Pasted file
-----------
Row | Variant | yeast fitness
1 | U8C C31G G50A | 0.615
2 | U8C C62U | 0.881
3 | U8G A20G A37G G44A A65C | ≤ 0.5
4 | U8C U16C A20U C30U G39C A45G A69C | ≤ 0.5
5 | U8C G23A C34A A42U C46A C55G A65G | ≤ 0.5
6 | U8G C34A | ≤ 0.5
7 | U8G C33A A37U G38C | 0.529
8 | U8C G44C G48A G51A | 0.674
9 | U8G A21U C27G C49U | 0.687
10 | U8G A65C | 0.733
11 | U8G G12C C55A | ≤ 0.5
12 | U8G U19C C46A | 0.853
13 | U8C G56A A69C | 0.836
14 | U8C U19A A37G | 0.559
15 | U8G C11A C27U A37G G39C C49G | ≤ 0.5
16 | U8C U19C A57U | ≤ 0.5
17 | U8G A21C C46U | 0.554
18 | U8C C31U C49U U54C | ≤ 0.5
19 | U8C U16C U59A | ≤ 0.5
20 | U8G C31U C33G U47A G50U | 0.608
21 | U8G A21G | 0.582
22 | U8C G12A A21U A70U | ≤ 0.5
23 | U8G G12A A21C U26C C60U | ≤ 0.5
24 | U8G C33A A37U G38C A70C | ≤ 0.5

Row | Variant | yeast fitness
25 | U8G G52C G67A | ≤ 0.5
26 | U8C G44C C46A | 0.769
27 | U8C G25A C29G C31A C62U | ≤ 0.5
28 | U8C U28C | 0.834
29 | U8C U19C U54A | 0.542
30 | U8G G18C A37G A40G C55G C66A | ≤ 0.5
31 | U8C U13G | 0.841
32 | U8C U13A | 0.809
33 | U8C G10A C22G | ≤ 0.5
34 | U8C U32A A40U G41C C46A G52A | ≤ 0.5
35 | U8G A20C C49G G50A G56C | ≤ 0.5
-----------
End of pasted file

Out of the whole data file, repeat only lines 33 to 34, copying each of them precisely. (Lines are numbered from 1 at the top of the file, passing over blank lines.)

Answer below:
31 | U8C U13G | 0.841
32 | U8C U13A | 0.809